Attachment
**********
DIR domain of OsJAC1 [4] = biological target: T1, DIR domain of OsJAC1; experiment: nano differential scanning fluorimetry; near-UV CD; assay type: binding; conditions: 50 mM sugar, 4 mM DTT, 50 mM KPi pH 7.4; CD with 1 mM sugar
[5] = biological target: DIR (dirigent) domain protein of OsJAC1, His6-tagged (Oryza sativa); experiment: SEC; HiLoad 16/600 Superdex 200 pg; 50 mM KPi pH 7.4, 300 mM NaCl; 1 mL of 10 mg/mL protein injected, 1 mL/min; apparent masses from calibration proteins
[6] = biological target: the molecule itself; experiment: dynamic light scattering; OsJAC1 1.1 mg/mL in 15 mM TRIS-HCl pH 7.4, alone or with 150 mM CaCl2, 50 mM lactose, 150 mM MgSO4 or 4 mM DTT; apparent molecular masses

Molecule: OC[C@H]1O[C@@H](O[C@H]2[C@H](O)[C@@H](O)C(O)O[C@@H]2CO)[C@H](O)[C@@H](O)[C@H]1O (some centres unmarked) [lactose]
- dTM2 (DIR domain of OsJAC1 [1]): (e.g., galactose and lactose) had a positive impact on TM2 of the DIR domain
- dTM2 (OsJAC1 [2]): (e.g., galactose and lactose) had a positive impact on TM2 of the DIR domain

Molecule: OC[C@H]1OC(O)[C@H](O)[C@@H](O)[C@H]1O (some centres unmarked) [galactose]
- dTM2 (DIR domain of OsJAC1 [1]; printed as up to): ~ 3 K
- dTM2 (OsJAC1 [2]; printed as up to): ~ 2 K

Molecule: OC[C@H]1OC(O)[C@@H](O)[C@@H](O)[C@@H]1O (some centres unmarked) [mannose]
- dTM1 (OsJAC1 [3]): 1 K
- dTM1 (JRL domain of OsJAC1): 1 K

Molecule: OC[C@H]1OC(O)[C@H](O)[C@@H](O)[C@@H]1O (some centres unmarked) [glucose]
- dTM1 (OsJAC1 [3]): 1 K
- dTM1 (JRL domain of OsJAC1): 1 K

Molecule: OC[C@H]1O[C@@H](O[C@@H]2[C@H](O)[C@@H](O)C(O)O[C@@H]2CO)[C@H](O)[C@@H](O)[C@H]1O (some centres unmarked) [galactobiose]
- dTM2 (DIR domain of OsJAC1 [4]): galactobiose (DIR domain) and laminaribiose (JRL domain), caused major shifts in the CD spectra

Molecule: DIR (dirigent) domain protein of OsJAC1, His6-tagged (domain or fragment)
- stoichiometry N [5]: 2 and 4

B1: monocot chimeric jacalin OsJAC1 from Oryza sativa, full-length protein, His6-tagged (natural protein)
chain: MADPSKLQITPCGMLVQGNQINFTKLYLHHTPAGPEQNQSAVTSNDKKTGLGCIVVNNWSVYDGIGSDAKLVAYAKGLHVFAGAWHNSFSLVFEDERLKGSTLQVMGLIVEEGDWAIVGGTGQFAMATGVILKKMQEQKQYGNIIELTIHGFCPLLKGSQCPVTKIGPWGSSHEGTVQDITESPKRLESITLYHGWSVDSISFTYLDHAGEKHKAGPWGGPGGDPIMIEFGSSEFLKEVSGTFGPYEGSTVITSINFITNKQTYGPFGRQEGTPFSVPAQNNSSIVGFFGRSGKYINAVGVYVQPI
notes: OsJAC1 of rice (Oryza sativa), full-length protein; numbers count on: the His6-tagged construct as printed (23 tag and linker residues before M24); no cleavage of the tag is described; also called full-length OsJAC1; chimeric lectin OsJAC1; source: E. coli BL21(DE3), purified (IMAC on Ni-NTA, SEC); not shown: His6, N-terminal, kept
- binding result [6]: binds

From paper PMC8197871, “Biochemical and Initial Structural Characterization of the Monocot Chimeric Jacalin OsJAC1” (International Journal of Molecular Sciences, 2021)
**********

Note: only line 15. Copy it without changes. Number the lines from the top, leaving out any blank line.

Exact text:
- dTM1 (JRL domain of OsJAC1): 1 K